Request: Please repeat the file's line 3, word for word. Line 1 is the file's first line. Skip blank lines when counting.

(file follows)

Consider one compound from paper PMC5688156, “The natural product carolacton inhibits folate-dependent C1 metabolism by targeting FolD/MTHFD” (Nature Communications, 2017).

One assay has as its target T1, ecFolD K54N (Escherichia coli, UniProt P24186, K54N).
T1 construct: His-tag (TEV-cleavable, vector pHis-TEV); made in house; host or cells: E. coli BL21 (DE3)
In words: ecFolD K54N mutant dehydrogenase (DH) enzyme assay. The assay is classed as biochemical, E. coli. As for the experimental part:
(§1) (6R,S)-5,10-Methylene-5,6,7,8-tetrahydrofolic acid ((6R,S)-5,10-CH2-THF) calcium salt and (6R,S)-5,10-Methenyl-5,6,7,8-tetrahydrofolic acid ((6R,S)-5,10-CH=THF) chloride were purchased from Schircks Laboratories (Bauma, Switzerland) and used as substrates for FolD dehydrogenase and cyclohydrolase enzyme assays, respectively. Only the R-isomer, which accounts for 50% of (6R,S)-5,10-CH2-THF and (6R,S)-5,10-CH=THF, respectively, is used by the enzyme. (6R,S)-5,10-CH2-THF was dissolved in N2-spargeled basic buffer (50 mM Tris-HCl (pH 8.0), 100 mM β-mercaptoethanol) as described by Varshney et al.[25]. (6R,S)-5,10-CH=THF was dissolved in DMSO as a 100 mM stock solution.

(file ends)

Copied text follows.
T1 construct: His-tag (TEV-cleavable, vector pHis-TEV); made in house; host or cells: E. coli BL21 (DE3)